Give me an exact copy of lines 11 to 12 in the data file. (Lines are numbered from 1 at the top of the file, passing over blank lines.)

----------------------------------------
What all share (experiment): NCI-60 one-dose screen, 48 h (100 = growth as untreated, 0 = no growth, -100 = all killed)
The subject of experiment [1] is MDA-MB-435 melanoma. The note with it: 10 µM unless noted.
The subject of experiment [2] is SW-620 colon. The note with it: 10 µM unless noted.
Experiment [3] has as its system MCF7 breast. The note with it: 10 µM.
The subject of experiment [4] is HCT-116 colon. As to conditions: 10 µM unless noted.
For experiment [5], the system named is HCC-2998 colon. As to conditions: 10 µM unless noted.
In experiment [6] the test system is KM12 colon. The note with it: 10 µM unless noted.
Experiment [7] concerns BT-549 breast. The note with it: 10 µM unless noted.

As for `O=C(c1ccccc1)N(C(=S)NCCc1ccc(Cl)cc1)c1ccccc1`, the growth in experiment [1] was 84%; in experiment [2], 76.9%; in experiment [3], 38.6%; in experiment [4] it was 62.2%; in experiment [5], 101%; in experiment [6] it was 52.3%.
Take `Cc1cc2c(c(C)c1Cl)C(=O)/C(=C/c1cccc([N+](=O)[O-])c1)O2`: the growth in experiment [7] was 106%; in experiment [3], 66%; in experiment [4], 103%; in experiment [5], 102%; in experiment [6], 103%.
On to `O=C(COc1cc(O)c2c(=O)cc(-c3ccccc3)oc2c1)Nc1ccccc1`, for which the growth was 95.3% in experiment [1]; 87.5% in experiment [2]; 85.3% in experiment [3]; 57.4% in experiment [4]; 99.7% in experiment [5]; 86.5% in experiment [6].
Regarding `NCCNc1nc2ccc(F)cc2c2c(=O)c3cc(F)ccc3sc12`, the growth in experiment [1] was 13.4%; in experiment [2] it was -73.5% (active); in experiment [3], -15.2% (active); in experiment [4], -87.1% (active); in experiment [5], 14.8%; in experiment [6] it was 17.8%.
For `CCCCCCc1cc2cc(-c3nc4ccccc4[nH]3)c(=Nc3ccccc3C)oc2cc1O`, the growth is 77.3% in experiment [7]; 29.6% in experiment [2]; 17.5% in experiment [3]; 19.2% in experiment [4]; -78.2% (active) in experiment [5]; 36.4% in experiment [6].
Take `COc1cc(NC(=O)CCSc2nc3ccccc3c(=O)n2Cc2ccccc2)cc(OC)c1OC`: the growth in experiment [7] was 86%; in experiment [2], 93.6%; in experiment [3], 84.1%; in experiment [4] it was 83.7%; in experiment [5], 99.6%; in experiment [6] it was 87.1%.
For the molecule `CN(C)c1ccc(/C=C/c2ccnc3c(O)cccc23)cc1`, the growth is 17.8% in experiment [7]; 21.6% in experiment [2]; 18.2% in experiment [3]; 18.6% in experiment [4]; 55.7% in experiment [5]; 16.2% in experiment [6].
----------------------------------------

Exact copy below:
On to `O=C(COc1cc(O)c2c(=O)cc(-c3ccccc3)oc2c1)Nc1ccccc1`, for which the growth was 95.3% in experiment [1]; 87.5% in experiment [2]; 85.3% in experiment [3]; 57.4% in experiment [4]; 99.7% in experiment [5]; 86.5% in experiment [6].
Regarding `NCCNc1nc2ccc(F)cc2c2c(=O)c3cc(F)ccc3sc12`, the growth in experiment [1] was 13.4%; in experiment [2] it was -73.5% (active); in experiment [3], -15.2% (active); in experiment [4], -87.1% (active); in experiment [5], 14.8%; in experiment [6] it was 17.8%.